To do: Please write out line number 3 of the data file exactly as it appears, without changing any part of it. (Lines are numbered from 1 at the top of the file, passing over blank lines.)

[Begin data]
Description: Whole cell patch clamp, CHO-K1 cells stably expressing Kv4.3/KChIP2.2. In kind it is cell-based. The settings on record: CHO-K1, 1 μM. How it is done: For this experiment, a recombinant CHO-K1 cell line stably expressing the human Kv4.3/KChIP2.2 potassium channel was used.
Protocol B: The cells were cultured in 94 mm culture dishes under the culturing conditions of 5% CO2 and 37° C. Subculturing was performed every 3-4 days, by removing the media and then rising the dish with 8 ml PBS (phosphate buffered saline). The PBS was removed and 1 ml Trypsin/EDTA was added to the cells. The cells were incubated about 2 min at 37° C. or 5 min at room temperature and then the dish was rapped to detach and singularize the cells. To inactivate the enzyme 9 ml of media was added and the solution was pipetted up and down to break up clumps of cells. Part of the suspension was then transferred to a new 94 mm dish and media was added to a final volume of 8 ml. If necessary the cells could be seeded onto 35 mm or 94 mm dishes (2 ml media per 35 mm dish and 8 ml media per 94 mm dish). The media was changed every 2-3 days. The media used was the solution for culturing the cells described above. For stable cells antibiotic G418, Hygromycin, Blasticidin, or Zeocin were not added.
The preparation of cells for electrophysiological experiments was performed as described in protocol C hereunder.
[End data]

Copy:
The preparation of cells for electrophysiological experiments was performed as described in protocol C hereunder.